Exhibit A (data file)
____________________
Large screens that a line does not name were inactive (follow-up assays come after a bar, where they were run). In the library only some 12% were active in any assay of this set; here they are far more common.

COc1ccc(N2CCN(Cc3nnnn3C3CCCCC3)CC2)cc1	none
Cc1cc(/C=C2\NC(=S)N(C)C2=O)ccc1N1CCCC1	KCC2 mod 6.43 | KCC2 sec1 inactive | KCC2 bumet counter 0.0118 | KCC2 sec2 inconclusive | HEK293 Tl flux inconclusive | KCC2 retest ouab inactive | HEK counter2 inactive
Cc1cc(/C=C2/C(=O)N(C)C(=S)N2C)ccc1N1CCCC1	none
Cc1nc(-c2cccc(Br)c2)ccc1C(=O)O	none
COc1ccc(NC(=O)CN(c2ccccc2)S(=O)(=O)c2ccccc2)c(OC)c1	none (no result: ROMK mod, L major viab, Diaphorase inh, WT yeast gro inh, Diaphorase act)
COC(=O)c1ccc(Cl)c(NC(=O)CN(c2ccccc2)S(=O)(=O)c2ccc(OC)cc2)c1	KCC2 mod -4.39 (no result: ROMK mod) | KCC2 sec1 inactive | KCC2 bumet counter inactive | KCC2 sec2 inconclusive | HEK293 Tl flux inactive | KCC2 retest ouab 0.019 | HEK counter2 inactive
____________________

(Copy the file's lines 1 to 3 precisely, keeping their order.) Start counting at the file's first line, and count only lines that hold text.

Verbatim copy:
Large screens that a line does not name were inactive (follow-up assays come after a bar, where they were run). In the library only some 12% were active in any assay of this set; here they are far more common.

COc1ccc(N2CCN(Cc3nnnn3C3CCCCC3)CC2)cc1	none
Cc1cc(/C=C2\NC(=S)N(C)C2=O)ccc1N1CCCC1	KCC2 mod 6.43 | KCC2 sec1 inactive | KCC2 bumet counter 0.0118 | KCC2 sec2 inconclusive | HEK293 Tl flux inconclusive | KCC2 retest ouab inactive | HEK counter2 inactive